Lenny on Jacob's LadderLenny on Jacob's Ladder
Dave the BaptistDave the Baptist

Check Point 3 (Edale Cross) – 14 miles: A quick tally clip was all we would get here and some words of encouragement from the marshals that we were doing well with a 4mph pace. All down hill now to only reason I do this walk. Rice pudding and fruit cocktail mmmmmmm. It was not long until we reached Jacobs Ladder a steep decent made of stone. I would imagine that in wet weather this can be quite difficult to negotiate but as the weather was warm and dry it was a piece of cake and in no time at all we were at the bottom. Now then how many of you read your Bible? Well for those of you that don't, Jacobs Ladder or to be given its Hebrew name Sulam Yaakov, was a ladder to heaven that the biblical Patriarch Jacob dreamt about during his flight from his brother Esau. It is described in the Book of Genesis if you want to get the full low down. Anyways just imagine my surprise when at the foot of the ladder we encountered a gentleman with large bushy beard bathing his feet in the waters. I asked his name hoping that he would have replied Jesus but alas the answer came back as Dave. I told him I had a mate called Dave to which he smiled and said that now I had two mates called Dave. Its only now when I think about it; perhaps he was a disciple. Well after all Dave the Baptist and all that, or was his name John. Oh I can't remember. On we continued and yes you guessed it, it was not long before Lenny was down again. An almighty scream and a thud as he hit the grass. "Bloody cramp" he said "Whats up with him?" asked a few walkers who were in front of us. "Ninja grasshoppers" I replied "Gotta watch out for the pesky critters, there bloomin leathal, hiding in the grass just chopped him and had him off his feet" There's nothing wrong with bending the truth a little sometimes. I mean come on Lenny is ex military so how embarrassing is complaining of a little cramp. Back on his feet and eyes peeled for more surprises we continued once more. On reaching Upper Booth there is a farm house and I have it on good authority that they sell the best ice cream around so in 2013 I plan on giving my expert opinion on that. Past the farm we went opting to stick to the road rather than through the fields. It's a slightly longer distance but we knew this route better. Turning left at Barber Booth we followed the road up to Edale station and the much awaited delights it had in store for us.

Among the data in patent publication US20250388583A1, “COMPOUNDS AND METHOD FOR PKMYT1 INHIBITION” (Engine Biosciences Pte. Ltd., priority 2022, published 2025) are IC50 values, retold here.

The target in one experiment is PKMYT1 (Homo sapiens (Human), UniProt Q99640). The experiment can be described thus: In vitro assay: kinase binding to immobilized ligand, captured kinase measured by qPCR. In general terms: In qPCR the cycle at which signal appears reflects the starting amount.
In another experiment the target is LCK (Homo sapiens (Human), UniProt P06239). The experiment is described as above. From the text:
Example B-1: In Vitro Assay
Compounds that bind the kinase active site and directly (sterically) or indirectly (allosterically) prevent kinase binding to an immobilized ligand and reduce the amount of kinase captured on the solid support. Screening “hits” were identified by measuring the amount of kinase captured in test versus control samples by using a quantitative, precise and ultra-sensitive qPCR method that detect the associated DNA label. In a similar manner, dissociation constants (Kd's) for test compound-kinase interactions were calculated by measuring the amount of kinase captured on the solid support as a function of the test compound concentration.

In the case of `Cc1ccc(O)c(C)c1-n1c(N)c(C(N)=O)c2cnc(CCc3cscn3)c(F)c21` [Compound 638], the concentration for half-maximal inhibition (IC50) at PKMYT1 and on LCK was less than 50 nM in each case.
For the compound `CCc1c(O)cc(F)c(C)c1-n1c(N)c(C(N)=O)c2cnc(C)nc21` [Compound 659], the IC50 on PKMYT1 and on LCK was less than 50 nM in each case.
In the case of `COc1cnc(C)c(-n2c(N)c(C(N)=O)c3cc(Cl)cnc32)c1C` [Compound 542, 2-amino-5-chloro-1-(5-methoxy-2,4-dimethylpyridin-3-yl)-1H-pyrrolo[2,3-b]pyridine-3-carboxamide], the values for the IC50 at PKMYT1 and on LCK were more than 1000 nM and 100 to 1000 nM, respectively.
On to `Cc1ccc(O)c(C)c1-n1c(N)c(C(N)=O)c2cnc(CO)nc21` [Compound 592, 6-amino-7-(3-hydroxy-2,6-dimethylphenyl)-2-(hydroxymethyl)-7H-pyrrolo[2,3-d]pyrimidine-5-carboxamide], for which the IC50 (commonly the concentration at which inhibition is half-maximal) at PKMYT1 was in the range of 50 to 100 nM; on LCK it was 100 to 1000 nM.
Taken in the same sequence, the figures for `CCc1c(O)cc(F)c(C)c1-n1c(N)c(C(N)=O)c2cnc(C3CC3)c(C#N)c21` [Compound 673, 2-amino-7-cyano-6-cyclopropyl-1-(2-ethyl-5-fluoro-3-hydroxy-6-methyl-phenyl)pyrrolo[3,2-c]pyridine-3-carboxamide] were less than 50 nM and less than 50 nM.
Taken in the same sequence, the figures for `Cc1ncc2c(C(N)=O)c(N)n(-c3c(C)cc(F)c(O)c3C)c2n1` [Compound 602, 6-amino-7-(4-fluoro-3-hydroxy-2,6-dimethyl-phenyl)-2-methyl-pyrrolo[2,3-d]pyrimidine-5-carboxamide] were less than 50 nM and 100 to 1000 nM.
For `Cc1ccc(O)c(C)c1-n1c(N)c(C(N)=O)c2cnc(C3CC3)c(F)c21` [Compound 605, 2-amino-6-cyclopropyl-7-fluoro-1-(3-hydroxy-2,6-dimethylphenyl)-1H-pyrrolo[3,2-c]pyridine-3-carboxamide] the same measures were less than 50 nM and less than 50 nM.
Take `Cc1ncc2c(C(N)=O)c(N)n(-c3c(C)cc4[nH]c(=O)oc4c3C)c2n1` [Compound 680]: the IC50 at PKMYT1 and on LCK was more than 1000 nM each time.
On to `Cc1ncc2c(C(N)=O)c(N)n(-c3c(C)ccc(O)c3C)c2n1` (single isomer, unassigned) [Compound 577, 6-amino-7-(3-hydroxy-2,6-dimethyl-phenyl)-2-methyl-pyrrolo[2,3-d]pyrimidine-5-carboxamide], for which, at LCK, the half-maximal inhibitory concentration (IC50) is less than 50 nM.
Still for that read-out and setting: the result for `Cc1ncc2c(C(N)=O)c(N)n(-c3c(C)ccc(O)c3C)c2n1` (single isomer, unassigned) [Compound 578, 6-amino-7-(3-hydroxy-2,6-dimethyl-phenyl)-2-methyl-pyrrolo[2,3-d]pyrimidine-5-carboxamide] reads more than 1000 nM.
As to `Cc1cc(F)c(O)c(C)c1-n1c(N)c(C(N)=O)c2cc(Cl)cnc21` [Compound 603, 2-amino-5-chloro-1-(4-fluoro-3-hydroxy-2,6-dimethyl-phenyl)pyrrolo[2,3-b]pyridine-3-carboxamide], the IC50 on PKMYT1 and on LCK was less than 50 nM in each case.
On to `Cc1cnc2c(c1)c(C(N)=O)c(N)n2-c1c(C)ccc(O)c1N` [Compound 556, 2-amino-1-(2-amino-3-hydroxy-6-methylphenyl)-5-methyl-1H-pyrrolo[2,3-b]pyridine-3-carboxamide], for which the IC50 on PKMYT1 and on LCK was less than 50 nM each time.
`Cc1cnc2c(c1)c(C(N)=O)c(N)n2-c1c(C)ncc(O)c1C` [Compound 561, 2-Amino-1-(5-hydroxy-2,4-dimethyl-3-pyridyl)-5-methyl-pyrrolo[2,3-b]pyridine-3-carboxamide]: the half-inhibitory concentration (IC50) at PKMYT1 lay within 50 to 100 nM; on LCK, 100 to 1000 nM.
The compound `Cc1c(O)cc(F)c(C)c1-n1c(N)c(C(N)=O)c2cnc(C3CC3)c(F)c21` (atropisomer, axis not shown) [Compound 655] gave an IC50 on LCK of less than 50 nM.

Check Point 4 (Edale) – 18 miles: Mmmmm. Edale. Now then this has got to be my favourite of all the check points as you get rice pudding and fruit cocktail. If desert was a supermodel rice pudding and fruit cocktail would be Gisele Bundchen. At 18 miles down with the prospect of another 38 to go this stuff is just what the doctor ordered which is why I had three of em. Energy Levels fully recharged we headed out on to the road once more. Five minutes and we had turned right and were heading along a track to Peter Barn. Shadowed by Mam Tor this was gunna be one hell of a leg tickler up to the top. The best thing me and Lenny have found is to split it up, in to three parts. The first up to a tree a third of the way up, then to where another track joins at about two thirds the way up and then the summit. Well that's what we did and in no time we were at the summit of Hollins Cross. Wow what a view and such a clear day. As we took our time to admire the scenery and create video footage with a bit of a history lesson on how Hollins Cross acquired its name we were joined by Christopher Thompson who then became known to us as Irish Chris. My self and Lenny were so overawed by the breath taking scenery we were seriously considering getting naked and asked Irish Chris if he would like to join us. Unfortunately he declined and with the unexpected arrival of a group of walking nuns we decided that it was probably now not the best time to get our kit off so on our way we continued through Mam Plantation on to Hollowford Road and the jam butty stop at Castleton car park which was our next check point.

Check Point 5 (Castleton) – 20 miles: If any of you have visited here before I needn't say anymore. Its one of my favourite places. A real nice village, nice pubs and a place of some outstanding walks; just a pity that this would only be a flying visit really. Out of the car park bellies full of tea and jam butties with two penguins stuffed in my pockets. No not the feathered variety you muppet, the chocolate bar type. Honestly! We turned left to walk the short way along Cross Street before turning right in to Castle Street. Past The Castle and The George public houses thinking we could have murdered a pint right now up to Bargate and onto Cave Dale and the Limestone Way. Above us Peveril Castle, its imposing ruins standing high above the pretty village of Castleton in the heart of Derbyshire's Peak District. Mentioned in the Domesday survey, Peveril Castle is one of England's earliest Norman fortresses. The keep was built by Henry II in 1176. Along the Limestone way we rambled past Cow Low and Hurd Low before branching right along Oxlow Rake and onto Old Darn lane. We were doing well as at this point last year the head torches were out and for the moment it was sill light. Down to the bottom of Old Darn lane, left and check point 6 was only a cock stride away at the cross roads with the A623